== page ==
In the first seven panels of his graphic novel Wilson, Daniel Clowes succinctly establishes the eponymous hero's character. Wilson first exclaims to no one in particular, "I love people!" When a woman walks by, he engages her in conversation. As she begins to complain about her life, he interrupts her: "For the love of Christ, don't you ever shut up?"
WIlson's weak-kneed optimism doesn't last an entire page. His misanthropy is barely tempered by the pale yellow and blue backgrounds that highlight his pot belly and receding hairline.
Words like "insufferable" and "crank" come to mind after an initial reading. As the drawn landscape changes from cheerful pastels to cheerless monotones, you continue turning the pages to find out what Wilson's fate will be. He is engaging inside his cartoon world, but some kind of evolution had to take place in order to translate that abrasiveness into a feature length film. After adapting some of his previous works into screenplays (Ghost World and Art School Confidential), Clowes talked about the differences between the two mediums during a recent interview.
"The thing about a comic is it's very forgiving of a grim tone," the Oakland-based Clowes explains. "It's a comic, and you filter through that lens. You can be as brutal and grim as possible and it doesn't wear down on you. It has a lightness about it." On a screen, he continues, "If that's an actual human being, with pores and ear hairs close-up, that becomes awful and tragic in a way that, when it's just a circle with two dots, it's very different."
The casting of Woody Harrelson as Wilson also changes the equation. Clowes hadn't thought of Harrelson as a Wilson at all: "He didn't even pop into my head. When they suggested him, all of a sudden I realized how that was going to make this character acceptable in a certain way. It's going to make him not unbearable, because he would bring his history of Woody Harrelson-ness to this, and you can't 100 percent hate him."
Clowes is right. Beneath the caustic asides, Harrelson deploys a fine blend of goodness. He makes Wilson's sense of isolation the bad thing, not Wilson himself.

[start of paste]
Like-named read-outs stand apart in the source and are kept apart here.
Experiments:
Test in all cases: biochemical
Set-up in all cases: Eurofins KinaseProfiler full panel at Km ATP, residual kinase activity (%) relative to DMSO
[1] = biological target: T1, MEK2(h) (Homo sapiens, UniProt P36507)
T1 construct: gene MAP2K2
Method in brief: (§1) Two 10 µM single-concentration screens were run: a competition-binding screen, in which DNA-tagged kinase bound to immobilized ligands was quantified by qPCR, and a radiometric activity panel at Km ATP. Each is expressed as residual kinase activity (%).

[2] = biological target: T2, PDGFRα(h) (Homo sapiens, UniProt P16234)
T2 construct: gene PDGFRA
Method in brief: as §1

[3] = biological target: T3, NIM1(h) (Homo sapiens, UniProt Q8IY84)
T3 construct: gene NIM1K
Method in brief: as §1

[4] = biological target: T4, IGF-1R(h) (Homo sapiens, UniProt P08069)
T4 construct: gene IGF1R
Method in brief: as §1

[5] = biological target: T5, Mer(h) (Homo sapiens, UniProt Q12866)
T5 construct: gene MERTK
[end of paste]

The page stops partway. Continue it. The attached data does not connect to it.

The engine that drives the graphic novel is Wilson's lack of a social life or belonging to a family or community. He wants to change that soul-killing feeling but doesn't know how. For much of the book, we aren't reading Wilson's thoughts. He's speaking out loud to no one in particular, or, as is often the case, to anyone who passes by. Wilson has no sense of personal or conversational boundaries.
"Normally he'd be a character who's all thought balloons, or captions, but that didn't seem right," Clowes says, reflecting on his approach to drawing Wilson. "I didn't want him to feel introspective, even though he is in a way. I wanted him to be all external. It only worked if it all comes out, and he's talking at the world. The only formal comparison I could think of is a soliloquy in a play." That had to be modified for the film.
In the screenplay, Clowes initially tried to have Wilson talking to himself and his dog. However, he notes, "that made him seem schizophrenic. It just made him seem mentally ill, and that undercuts the whole story, so I had to devise ways for him to always be speaking with other people. It also gave the opportunity to have all these new characters, and all these great actors have their little two minutes of speaking time." Margo Martindale, Judy Greer and Mary Lynn Rajskub all make memorable cameos.
Wilson is not strictly autobiographical, but Clowes acknowledges that he feels "like a Wilson much of the time. I spend so much time just working in my studio, drawing, and talking to myself, talking to my dog. I feel very much trapped in that kind of world that he would be in. The minute I'm done with something I feel worthless. I just feel like, 'Oh, what am I doing? I have no purpose in life.'"
Members of the Clowes Fan Club can rest easy though. After signing my copy of Wilson, the artist says he'll be spending the afternoon working on the screenplay for Patience, his sci-fi magnum opus from last year. He may feel like Wilson between projects but, unlike the character he created, Clowes has found his calling.
"Drawing comics became a way I could feel at peace with myself, feel like I could process life through that filter, and it became part of me," he says. "It was like learning a language. When everything is in chaos, that's when I feel comfortable, when I'm in that room and in that space."